Crews are responding to an oil spill along the Keystone pipeline route in Amherst, South Dakota, according to TransCanada, the company that operates the pipeline.
At least 210,000 gallons of crude oil derived from oil sands—a thicker, sticker type of oil than conventional crude—spilled from the pipeline into an agricultural area, according to South Dakota’s environment and natural resources agency. That’s the equivalent of 5,000 barrels of oil.
Keystone carries crude from the oil sands in Canada to refineries in Illinois and Texas, and to a distribution center in Oklahoma. Oil sands crude is significantly different from its conventional crude counterpart. The substance flowing through the Keystone pipeline is known as diluted bitumen, or “dilbit,” because the bitumen (the crude oil itself) is so thick and sticky it must be diluted in order to effectively flow through the system. The chemical mixture used to dilute it is a trade secret, but often includes benzene, a carcinogen. It also can be harder to clean up than conventional crude; when Enbridge, a different pipeline company, spilled 900,000 gallons of dilbit in the Kalamazoo River in Michigan in 2010, it took years and more than $1 billion to clean up.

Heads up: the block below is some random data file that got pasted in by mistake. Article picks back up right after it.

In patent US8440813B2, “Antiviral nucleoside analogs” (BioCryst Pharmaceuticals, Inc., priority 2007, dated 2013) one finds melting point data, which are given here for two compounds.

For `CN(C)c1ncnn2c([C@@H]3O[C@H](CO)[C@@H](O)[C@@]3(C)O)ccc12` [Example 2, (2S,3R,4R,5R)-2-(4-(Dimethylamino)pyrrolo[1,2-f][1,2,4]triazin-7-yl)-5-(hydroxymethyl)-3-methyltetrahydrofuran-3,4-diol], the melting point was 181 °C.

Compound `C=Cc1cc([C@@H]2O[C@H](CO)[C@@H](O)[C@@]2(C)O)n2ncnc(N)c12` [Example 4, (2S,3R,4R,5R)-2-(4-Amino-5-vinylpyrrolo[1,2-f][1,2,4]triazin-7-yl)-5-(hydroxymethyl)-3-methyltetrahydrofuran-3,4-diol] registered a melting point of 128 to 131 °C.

The Keystone pipeline has leaked in South Dakota before, as recently as last spring. In 2010, the first year it was in use, there were 35 Keystone leaks in the US and Canada.
A proposed addition to the Keystone system, called Keystone XL, has been a political flashpoint in the US in recent years. Former president Barack Obama rejected the project (which would have been the fourth phase in the Keystone build-out) in 2015. Soon after Donald Trump became president, he signed memoranda to expedite the environmental review process for Keystone XL.
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